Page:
As of 2006, there were 20 active co-productions. In 2001, CTW vice-president Charlotte Cole estimated that there were over 120 million viewers of all international versions of Sesame Street, and by the show's 40th anniversary in 2009, they were seen in more than 140 countries. Doreen Carvajal of The New York Times reported that income from the co-productions accounted for US$96 million in 1994. Cole stated, "Children's Television Workshop (CTW) can be regarded as the single largest informal educator of young children in the world". Most of the early international versions were what Cole called "fairly simple", consisting of dubbed versions of the show with local language voice-overs and instructional cutaways. Studies conducted on the effects of several co-productions found that viewers of these shows gain basic skills from watching them.
Plaza Sésamo debuted in Mexico on the Televisa network in 1972. According to Sesame Street producer Gregory J. Gettas, Plazo Sésamo was one of Sesame Street's first true co-productions, programs that were developed using a variant of a flexible model, called the CTW model, created by the producers and creators of the American show, in the countries they aired. Like the American show in the late 1960s, the producers and researchers in Mexico conducted a curriculum seminar in Caracas, Venezuela. The goals they developed, however, were significantly different than the goals developed in the U.S. For example, the Plaza Sésamo team emphasized problem solving and reasoning. Their educational goals included perception, symbolic representation, human diversity, and the child's environment. Other goals included community cooperation, family life, nutrition, health, safety, self-esteem, and expressing emotions. The show was designed to address the educational needs of the region's 25 million children in 34 countries, including its target audience of 7 million children between the ages of 3 and 6 in Mexico alone. Despite their common language, the show's Latin American viewers had a wide variety of customs and lifestyles. The show's budget for the first and second seasons was approximately US$1.6 million.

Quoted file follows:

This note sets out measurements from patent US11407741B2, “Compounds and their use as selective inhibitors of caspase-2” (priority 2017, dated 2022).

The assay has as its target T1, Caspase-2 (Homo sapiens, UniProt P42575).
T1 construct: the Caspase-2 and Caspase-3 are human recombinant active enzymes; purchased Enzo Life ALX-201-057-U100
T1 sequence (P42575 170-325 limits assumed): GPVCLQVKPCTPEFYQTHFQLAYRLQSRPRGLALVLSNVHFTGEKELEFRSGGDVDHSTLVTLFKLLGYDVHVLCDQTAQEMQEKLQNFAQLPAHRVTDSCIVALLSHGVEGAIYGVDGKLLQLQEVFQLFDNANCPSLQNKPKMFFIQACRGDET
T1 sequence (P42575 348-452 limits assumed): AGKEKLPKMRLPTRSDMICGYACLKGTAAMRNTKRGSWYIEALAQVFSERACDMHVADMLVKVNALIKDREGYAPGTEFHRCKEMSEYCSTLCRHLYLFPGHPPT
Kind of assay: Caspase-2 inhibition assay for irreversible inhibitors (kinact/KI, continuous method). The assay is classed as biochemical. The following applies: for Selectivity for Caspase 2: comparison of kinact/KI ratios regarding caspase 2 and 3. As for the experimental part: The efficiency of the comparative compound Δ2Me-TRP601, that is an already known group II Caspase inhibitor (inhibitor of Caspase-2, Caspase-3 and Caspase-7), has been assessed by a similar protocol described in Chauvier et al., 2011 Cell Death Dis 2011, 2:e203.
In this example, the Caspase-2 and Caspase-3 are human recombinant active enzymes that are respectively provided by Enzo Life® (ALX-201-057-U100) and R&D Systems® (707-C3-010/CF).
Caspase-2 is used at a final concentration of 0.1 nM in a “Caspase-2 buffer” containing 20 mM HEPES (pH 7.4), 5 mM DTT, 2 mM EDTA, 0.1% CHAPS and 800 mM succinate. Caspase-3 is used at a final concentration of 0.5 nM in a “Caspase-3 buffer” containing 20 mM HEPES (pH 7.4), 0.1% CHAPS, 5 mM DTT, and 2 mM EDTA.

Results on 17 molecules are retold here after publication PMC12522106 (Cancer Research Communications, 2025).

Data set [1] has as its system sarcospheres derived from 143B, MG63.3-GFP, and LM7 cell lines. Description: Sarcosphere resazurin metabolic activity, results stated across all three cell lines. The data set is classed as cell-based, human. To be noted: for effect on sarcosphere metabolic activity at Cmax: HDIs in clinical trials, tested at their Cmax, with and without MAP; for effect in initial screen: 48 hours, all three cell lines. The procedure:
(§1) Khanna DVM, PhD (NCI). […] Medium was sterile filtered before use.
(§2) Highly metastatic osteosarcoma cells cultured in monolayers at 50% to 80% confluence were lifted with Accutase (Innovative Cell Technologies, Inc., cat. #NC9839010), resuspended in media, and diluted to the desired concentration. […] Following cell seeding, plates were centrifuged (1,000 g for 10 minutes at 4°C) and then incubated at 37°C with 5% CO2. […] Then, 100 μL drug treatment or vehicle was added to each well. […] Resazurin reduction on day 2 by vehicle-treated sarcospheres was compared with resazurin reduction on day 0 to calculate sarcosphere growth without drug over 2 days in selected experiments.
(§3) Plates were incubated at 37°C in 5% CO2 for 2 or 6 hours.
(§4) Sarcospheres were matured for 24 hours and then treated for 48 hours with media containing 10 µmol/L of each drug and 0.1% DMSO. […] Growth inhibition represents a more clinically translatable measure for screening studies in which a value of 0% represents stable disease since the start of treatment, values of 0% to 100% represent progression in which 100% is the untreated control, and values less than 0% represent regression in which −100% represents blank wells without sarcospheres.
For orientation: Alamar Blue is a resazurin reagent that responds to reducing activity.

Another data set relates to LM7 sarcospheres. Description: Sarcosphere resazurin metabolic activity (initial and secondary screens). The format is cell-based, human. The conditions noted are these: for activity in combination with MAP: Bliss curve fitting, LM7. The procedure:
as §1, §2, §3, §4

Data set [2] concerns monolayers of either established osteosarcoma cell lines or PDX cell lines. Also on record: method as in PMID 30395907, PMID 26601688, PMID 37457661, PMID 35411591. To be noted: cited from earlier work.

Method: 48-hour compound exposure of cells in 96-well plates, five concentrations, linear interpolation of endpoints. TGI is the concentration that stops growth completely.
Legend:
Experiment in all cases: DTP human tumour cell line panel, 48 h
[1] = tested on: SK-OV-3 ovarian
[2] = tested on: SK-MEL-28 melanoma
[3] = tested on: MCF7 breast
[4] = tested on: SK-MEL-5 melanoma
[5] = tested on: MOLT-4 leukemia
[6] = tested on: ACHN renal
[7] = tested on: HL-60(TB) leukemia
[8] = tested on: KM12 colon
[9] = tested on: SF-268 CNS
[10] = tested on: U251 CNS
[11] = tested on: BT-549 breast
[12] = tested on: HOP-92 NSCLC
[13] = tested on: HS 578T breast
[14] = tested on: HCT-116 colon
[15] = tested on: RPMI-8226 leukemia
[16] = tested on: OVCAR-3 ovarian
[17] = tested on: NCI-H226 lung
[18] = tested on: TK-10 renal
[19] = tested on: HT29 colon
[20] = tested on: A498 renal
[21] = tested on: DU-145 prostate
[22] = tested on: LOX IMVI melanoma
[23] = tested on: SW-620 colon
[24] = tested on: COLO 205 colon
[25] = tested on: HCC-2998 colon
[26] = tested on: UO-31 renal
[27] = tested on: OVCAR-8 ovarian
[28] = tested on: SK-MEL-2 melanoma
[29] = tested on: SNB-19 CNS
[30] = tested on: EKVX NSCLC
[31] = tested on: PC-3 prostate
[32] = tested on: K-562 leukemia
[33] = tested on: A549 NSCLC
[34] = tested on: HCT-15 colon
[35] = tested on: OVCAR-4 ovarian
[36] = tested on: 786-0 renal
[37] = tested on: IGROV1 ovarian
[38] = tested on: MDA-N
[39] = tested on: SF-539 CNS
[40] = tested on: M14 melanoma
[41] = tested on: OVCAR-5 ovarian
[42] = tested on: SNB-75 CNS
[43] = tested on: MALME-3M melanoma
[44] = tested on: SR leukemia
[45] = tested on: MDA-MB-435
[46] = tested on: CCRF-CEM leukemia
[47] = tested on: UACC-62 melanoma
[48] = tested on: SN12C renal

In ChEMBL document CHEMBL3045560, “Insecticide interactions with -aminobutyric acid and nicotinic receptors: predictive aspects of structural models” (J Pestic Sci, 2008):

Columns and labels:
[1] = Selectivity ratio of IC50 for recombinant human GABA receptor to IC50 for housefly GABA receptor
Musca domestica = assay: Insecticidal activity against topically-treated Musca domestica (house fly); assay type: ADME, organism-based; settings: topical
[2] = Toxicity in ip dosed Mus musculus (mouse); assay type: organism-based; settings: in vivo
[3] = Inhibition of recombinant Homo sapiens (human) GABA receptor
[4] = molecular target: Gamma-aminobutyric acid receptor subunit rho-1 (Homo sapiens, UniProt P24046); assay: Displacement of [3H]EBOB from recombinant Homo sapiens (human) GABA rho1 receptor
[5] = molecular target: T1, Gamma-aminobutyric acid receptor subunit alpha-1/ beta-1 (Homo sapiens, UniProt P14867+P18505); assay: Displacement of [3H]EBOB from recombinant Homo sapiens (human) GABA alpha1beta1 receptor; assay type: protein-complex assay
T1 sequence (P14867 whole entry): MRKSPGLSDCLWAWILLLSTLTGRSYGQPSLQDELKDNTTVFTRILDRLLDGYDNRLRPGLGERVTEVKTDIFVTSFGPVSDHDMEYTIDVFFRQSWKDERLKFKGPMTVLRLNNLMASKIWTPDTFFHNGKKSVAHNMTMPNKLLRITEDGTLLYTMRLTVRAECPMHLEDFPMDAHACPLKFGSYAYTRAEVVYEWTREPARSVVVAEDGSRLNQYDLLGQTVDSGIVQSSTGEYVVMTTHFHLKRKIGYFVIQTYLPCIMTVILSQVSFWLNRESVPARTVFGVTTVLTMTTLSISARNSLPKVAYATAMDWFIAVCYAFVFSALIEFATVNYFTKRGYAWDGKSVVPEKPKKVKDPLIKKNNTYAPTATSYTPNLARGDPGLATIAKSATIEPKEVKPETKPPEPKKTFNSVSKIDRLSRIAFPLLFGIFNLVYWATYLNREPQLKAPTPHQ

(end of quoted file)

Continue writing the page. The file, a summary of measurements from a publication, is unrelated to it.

The American-produced and dubbed segments were analyzed for cultural appropriateness. If any segments were considered "too American", meaning that they contained English writing on the screen, showed the American flag, or overtly referred to American history, they were removed. The board was responsible for choosing content from the CTW's inventory, and it had to satisfy the curriculum goals chosen by the Latin American researchers. They chose to teach reading through the whole language method, which emphasizes teaching children to recognize entire words or phrases, as opposed to phonetics, the way the American show taught reading. The Mexican producers and writers designed a distinctive set that appeared different than the American set and consisted of a typical neighborhood square (or plaza) found throughout the region. The set included a background of mountains, a vacant lot with playground equipment, houses, a combination repair shop and store-cafe, and the plaza's central fountain and benches. New music, written and performed by Latin American artists, was recorded, and writers and performers from Mexico, Argentina, Chile, and Venezuela, were hired.
New Muppet characters were created and performed by puppeteers trained in Mexico City. Abelardo, an "indigenous, soft-spoken orange-and-yellow crocodile", was modeled after the American show's Big Bird, and like Big Bird, was a full-body puppet that was controlled by the puppeteer from inside the costume. Paco, a grouchy green parrot, was based on Oscar the Grouch. Abelardo and Paco were both played by Justo Martinez. The Muppets Beto and Enrique, who were based upon Bert and Ernie of the American show, were called "national favorites" by the UPI less than three years after the show's premiere. In 1975, Enrique and Beto were used to promote Mexico's nationwide free vaccination campaign.